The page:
Brahms’s friends often referred to the result as the Hexenvariationen (Witchcraft Variations). ‘Variations on a theme by Paganini’ is in fact only Op 35’s subtitle. The main title, as if to emphasize its exploration of the technical aspects of keyboard virtuosity, is Studien für Pianoforte; and Brahms organized it in two complementary books, each of which contains the theme (from Paganini’s famous Caprice No 24 in A minor for solo violin), plus fourteen variations and a coda. The choice of theme is itself a direct challenge to Liszt, who had produced his own virtuoso recomposition of this Caprice in his Grandes études de Paganini (1838, revised 1851). Since Brahms’s time, many other composers have done their best or worst in variations on this theme, among them Rachmaninov, Lutoslawski, Boris Blacher and Andrew Lloyd Webber. The simplicity and clarity of the theme’s harmonic skeleton seems to afford each new composer almost unlimited scope for the imposition of his own personality.
Brahms’s variations open up a whole world of interpretative challenges, and take technical problems as the point of departure for expressive recreation. They include studies in double sixths, double thirds, huge leaps between the hands or with one hand. There are trills at the top of wide-spread chords, polyrhythms between the parts, octave studies, octave tremolos. Other variations explore staccato accompaniments against legato phrasing, glissandi, rapid contrary motion, and swooping arpeggios against held notes. During many of the variations the figuration is systematically transferred from right hand to left, and vice-versa. Not that each variation confines itself to one technical feature; several may be combined and in both books the final variation is welded to an extended three-part coda, covering an even larger range of difficult techniques and bringing each book to an end in scintillating style.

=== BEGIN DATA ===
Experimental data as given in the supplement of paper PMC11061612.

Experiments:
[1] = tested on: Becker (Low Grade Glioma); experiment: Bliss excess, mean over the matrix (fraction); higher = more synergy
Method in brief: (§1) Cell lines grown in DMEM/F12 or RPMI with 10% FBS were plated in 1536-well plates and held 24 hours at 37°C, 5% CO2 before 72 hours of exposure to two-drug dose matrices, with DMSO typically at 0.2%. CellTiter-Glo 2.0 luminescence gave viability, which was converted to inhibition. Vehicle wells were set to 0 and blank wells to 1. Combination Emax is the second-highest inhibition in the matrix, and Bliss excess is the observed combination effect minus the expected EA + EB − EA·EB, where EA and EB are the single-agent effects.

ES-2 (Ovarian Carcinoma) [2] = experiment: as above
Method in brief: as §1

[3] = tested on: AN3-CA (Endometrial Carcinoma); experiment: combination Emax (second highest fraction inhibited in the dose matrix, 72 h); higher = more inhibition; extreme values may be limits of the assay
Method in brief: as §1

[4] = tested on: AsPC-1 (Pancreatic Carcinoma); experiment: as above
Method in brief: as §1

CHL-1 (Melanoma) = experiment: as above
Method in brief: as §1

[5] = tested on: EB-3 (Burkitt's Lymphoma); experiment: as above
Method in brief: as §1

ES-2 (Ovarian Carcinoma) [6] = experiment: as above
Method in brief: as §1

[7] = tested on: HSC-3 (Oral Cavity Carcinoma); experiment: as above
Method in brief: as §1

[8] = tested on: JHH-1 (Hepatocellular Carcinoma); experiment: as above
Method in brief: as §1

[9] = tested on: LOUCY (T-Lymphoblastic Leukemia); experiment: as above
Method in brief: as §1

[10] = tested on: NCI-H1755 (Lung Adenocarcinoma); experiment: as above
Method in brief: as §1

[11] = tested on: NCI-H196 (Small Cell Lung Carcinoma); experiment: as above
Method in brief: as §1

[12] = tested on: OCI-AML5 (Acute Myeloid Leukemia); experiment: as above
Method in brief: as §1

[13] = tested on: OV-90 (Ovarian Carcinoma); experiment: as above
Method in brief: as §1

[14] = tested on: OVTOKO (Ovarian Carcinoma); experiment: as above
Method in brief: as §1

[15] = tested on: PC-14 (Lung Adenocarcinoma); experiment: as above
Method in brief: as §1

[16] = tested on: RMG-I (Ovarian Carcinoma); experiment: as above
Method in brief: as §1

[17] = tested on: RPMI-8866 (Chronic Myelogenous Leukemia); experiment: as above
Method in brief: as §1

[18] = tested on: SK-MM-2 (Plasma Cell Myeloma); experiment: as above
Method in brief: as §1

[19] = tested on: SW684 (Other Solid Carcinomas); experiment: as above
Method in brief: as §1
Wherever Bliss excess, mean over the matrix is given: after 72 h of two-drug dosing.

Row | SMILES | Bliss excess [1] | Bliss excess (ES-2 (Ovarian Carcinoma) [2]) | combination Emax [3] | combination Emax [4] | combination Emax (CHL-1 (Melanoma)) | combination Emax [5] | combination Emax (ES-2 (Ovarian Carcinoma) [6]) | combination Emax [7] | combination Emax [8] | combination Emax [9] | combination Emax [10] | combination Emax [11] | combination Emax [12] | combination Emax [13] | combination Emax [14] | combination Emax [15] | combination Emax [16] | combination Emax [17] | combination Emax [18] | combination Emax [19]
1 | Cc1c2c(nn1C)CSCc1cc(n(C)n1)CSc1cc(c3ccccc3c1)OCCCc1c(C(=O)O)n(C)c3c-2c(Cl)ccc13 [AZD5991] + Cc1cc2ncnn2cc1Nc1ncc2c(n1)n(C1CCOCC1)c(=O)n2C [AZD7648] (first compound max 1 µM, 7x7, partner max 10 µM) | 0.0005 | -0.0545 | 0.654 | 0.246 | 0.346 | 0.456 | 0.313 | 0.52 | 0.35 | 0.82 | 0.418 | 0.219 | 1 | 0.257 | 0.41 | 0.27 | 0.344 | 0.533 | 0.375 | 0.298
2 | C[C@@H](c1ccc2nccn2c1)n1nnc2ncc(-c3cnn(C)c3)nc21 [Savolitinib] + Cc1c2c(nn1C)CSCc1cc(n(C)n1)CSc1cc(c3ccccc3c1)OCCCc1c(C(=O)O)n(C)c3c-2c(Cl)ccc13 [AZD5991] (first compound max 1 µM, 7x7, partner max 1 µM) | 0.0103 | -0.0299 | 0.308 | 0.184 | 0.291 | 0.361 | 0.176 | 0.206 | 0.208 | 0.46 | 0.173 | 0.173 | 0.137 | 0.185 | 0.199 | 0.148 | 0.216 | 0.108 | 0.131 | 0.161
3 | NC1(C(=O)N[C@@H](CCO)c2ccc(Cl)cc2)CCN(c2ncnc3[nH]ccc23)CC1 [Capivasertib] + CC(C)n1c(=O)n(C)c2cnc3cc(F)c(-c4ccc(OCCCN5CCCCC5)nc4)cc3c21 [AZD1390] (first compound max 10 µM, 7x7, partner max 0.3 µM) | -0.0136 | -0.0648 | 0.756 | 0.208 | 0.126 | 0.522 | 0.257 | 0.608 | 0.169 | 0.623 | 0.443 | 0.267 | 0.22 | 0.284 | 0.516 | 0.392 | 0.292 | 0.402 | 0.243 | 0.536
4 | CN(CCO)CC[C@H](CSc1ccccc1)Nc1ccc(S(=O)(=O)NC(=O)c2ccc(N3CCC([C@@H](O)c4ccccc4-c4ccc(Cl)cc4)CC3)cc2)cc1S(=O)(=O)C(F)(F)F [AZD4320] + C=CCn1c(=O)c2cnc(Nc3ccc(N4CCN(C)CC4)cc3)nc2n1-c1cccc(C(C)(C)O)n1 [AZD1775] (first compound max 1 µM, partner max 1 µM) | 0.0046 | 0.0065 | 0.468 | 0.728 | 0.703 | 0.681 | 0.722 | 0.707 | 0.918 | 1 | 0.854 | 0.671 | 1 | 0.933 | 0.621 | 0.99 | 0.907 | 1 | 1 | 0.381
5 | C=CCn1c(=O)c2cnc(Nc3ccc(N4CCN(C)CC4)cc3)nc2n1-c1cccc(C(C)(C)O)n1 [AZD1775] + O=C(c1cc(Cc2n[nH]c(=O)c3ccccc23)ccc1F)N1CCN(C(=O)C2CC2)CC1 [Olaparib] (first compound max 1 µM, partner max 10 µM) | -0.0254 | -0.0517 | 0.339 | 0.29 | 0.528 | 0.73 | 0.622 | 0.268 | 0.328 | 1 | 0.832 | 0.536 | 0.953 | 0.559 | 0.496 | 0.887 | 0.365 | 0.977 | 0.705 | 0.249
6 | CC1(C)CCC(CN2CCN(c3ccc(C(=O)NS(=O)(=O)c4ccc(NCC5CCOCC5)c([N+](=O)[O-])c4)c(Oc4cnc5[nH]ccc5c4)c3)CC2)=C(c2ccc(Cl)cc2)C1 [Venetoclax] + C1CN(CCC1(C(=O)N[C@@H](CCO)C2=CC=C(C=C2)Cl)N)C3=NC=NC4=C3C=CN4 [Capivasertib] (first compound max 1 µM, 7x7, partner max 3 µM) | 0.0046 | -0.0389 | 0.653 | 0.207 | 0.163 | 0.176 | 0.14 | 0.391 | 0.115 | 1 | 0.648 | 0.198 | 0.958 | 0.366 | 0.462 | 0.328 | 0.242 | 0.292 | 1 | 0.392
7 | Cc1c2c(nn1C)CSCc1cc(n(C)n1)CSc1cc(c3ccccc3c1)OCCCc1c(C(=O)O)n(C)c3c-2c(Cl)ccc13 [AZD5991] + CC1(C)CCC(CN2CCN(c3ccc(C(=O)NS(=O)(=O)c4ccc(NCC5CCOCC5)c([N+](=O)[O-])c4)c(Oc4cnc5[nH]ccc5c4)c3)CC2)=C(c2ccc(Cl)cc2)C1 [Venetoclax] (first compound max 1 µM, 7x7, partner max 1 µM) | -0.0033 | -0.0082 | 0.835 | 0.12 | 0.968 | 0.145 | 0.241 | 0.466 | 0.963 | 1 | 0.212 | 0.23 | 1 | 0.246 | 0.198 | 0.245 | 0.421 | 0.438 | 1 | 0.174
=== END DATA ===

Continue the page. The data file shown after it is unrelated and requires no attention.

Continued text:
Generally speaking, in Book I the focus is on bravura writing. Technical demands occupy the music’s foreground, leaving scant space for Brahms’s habitual melodic developments; nevertheless, the delicate arabesques of the major-key variation 12, and the Hungarian accents of No 13, with its ‘gypsy’ glissandi, are delightful. Book II is somewhat gentler in character, with compositional virtues more predominant. The dreamy waltz of variation 4, the skittish arpeggios of No 6 with its ‘demonic’ crushed semitones, the ‘violinistic’ No 8 with its pizzicato effects, the cool nocturne of No 12 (the only variation in either book that strays from the orbit of A minor/major, into F), and the gently cascading thirds of No 13—these all combine to make Book II the more satisfying from a purely musical standpoint. Taken as a whole, however, the Paganini Variations is a stunning demonstration of Brahms’s compositional skills.
Calum MacDonald © 2010